YRC looks to regain volume lost during Teamster talks

YRC looks to regain volume lost during Teamster talks

YRC Worldwide’s new Teamsters contract gives the company more opportunity to optimize its less-than-truckload networks. Photo credit: YRC Worldwide.

YRC Worldwide Teamsters in western Pennsylvania early this week removed the last barrier to a new five-year labor contract, approving the only supplement that remained to be ratified. That means the contract, approved by a 60 percent margin on May 3 at national less-than-truckload (LTL) carrier YRC Freight and regional LTL operators New Penn and Holland, now takes effect.

Customer flight in the months before the contract was approved contributed to a first-quarter loss for YRC Worldwide. With labor peace secured through 2024, the sixth-largest US trucking operator is working to win those customers back and restore and expand profits. “As we move through 2019, we will continue to prioritize yield over tonnage,” CEO Darren Hawkins said.

“Having a five-year agreement is a very positive event for YRC Worldwide, supporting a more market-competitive wage and benefit package for our employees while providing operational benefits that will allow us to provide reliable and efficient services to our customers,” Hawkins said in a statement Wednesday. Those customers already are returning, he said.

“Once the tentative agreement came out, we did start seeing the [tonnage] declines lessen,” Hawkins said during a May 8 earnings call, when YRC reported a $49.1 million net loss on $1.18 billion in total revenue. “We did the right things,” in terms of keeping shippers abreast of the contract talks, Hawkins said. “We hope that our customers reward us for that.”

During the first quarter, YRC’s national and regional subsidiaries saw LTL freight tonnage drop. Volume was down 5.8 percent year over year at national LTL carrier YRC Freight and down 7.5 percent at regional carriers Holland, New Penn, and Reddaway. At YRC Freight, tonnage dropped 5.6 percent in January, 5 percent in February, and 6.5 percent in March.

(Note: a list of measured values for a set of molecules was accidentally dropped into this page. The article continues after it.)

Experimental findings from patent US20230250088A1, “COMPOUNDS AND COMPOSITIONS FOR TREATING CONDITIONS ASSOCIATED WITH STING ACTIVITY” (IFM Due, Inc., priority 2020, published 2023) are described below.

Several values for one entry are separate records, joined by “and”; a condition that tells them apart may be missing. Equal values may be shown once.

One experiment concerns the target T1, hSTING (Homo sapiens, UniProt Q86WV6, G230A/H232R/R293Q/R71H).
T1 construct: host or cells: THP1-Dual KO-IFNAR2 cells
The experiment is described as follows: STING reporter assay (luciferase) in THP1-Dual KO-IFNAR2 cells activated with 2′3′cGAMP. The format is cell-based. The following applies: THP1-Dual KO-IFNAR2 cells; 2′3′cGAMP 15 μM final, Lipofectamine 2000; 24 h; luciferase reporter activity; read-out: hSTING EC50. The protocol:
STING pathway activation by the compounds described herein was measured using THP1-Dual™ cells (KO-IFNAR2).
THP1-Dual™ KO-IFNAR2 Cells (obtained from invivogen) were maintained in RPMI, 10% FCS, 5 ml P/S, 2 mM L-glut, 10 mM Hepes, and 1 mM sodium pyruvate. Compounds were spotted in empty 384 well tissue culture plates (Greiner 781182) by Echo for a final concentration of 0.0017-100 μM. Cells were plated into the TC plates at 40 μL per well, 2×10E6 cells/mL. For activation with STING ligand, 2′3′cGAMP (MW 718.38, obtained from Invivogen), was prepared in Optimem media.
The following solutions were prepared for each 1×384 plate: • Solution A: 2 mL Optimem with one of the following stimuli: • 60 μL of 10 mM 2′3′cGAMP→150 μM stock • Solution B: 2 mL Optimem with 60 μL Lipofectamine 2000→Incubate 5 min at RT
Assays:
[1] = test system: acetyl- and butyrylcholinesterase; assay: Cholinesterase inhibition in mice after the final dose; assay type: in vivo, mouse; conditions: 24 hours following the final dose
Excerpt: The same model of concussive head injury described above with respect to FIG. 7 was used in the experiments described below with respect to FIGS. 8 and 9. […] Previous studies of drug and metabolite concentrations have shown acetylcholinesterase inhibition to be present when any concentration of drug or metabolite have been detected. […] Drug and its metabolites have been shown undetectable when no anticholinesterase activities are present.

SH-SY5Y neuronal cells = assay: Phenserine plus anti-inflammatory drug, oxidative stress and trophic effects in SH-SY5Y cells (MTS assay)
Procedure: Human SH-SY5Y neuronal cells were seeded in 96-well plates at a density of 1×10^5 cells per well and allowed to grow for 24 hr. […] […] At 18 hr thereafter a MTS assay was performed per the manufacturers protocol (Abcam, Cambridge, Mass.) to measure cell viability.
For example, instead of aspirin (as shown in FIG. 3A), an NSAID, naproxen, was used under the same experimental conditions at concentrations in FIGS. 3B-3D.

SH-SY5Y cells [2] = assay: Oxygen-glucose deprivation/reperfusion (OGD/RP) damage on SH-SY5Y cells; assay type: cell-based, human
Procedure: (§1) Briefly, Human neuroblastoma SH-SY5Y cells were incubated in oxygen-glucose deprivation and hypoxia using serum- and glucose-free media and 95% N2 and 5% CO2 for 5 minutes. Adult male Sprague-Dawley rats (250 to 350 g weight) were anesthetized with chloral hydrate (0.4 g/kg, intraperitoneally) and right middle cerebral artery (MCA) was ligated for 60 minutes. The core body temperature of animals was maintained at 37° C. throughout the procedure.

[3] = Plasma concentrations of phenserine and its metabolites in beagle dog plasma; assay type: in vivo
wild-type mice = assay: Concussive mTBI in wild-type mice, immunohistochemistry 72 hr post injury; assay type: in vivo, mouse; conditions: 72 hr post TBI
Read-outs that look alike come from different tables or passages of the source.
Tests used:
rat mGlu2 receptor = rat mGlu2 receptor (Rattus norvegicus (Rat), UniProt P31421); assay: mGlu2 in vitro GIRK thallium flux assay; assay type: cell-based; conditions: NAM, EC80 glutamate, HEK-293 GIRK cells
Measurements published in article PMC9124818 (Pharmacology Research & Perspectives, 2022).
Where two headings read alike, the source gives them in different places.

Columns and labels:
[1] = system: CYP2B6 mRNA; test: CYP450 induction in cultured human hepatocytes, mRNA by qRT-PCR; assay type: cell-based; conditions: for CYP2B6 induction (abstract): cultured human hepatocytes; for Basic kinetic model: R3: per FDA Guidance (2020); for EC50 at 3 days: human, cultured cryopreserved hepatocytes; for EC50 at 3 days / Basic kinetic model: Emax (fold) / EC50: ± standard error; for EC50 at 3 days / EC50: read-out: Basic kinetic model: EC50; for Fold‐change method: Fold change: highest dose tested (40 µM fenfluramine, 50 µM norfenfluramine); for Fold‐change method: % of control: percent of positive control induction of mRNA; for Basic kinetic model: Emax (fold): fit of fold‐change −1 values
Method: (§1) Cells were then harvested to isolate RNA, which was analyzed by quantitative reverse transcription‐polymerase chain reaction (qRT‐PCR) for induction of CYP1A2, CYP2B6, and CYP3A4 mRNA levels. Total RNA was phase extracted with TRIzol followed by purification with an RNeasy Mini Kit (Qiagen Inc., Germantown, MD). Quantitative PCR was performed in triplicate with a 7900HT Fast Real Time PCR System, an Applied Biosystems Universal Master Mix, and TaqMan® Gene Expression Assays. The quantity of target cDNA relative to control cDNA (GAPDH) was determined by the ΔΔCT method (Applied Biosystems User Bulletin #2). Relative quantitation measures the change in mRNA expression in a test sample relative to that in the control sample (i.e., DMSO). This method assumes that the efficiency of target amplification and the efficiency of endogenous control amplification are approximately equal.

That decline was not just from business shifted to other carriers as the March 31 contract deadline approached. Severe weather hit YRC Worldwide’s LTL networks hard during the quarter, especially at Midwestern carrier Holland. YRC also has been purging less-profitable freight from its networks. Excluding fuel surcharges, YRC Freight’s yield rose 3.1 percent in the quarter.

Rate increases gained in first-quarter contract renewals averaged 6.7 percent at YRC Freight and 5.4 percent at the regional carriers, chief financial officer Stephanie Fisher said during the earnings call. That’s another sign of the growing gap between the LTL pricing environment and truckload rates, which are rising much more slowly and are likely to decline as 2019 shapes up to be a slower, softer year than the “annus mirabilis” for truckers in 2018.

Laying a foundation for network improvement

The new contract also provides a foundation for YRC Worldwide’s plans to optimize its four LTL networks. Late last year, YRC Worldwide named Holland president Scott Ware to its newly created role of chief network officer. “Scott is leading the new holistic view of our network and has been executing on ways we can create efficiencies across all of our companies,” Hawkins said of the move.

“The new labor contract provides key components to being able to launch operational improvements that we expect to deliver $60-80 million in network efficiencies and cost reductions in 2020,” Hawkins told Wall Street analysts. One of those components allows YRC Worldwide to use non-commercial driver's license (CDL) city pickup-and-delivery drivers operating box trucks.

“This will allow us to replace costly third-party cartage carriers, reduce destination terminal inventory, and improve on-time service, all while developing a pool of future CDL drivers,” Hawkins said. More efficient work rules for terminal dock and yard operations will also help the company speed up national and regional shipments and retain employees, he said.

“New job entrants are looking for a career path,” Hawkins said. “We can hire employees as part-time dockworkers, advance them into full-time non-CDL dockworker or driver [jobs], and then through our internal driving schools develop them into certified CDL drivers.” The new contract also allows for increased purchased transportation for additional capacity.

Contact William B. Cassidy at bill.cassidy@ihsmarkit.com and follow him on Twitter: @willbcassidy.

Comments

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